TWO COWLITZ COUNTY MEN INDICTED FOR BEING ARMED CAREER CRIMINALS
ROBERT EARNEST WILSON, 38, and BRADFORD LANORIS JONES, 39, both of Longview, Washington, were indicted by a federal grand jury last month for being felons in possession of firearms and armed career criminals. Both men are alleged to have lengthy criminal records and, if convicted of these federal charges, face significant federal prison time. If convicted as Armed Career Criminals, both men face mandatory minimum prison sentences of 15 years behind bars.
WILSON's indictment alleges that he has felony convictions for theft (1987), attempted burglary (1992), felon in possession of a firearm (1990), residential burglary and trafficking in stolen property (1990), burglary (1992), possession of a controlled substance with intent to deliver and unlawful possession of a handgun (1995), and possession of methamphetamine (2002). According to JONES's indictment, he has multiple drug convictions: delivery of cocaine (1991), possession of cocaine (1996), delivery of heroin and eluding police (1999), possession of heroin and/or methamphetamine (2003), and possession of cocaine (2003).
During a search of WILSON's residence as part of a drug investigation, a Colt .38 caliber revolver was found in his bedroom. As a convicted felon WILSON is barred from possessing a gun. He was arrested October 27, 2004. On November 3, 2004, Longview Police searched JONES's residence as part of a drug investigation. A Smith and Wesson, model 10-5, .38 caliber revolver was found under the bed in the room rented to JONES. In fact, at the time of his arrest JONES was sitting directly above the firearm. Officers also found cocaine, methamphetamine, heroin, drug paraphernalia and $5,000 in the residence.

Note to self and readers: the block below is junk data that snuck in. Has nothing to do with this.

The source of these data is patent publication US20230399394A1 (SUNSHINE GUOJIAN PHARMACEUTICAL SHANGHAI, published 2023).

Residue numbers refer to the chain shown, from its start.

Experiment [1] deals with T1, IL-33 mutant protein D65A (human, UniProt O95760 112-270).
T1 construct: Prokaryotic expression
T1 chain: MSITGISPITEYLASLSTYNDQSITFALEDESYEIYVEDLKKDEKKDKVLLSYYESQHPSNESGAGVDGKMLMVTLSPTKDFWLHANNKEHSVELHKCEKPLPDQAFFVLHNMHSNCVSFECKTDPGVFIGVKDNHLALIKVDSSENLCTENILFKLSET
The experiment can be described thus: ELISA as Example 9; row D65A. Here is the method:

The two men were identified for federal prosecution as part of Project Safe Neighborhoods (PSN), a federal initiative aimed at reducing gun violence by keeping guns out of the hands of felons. In Western Washington, federal dollars pay for additional prosecutors in Pierce, Kitsap, King and Cowlitz Counties to identify those cases that are appropriate for federal prosecution. According to Longview Police Department spokesman Captain Stan Munger, these two cases are representative of the ongoing joint effort of local and federal authorities to identify and prosecute federal cases involving allegations of possession of illegal firearms by convicted felons. Not only does federal prosecution often result in longer prison terms, a federal sentence often removes felons from their home area so they are no longer able to interact with familiar criminal cohorts. In Richmond, Virginia, during a pilot program of Project Safe Neighborhoods, the number of gun homicides dropped by nearly 50% between 1997 and 2000.
Both JONES and WILSON pleaded "Not Guilty" to the charges. JONES' trial is scheduled for March 28, 2005 in front of U.S. District Court Judge Ronald B. Leighton. WILSON'S trial is also scheduled for March 28, 2005 in front of U.S. District Court Judge Franklin D. Burgess. An indictment contains allegations that have not yet been proven in court beyond a reasonable doubt.
The cases were investigated by the Longview Police Department and the Bureau of Alcohol, Tobacco, Firearms & Explosives (ATF). The case is being prosecuted by Assistant United States Attorney William H. Redkey. Jr. For additional information please contact Emily Langlie, Public Affairs Officer for the United States Attorney's Office, Western District of Washington at (206) 553-4110.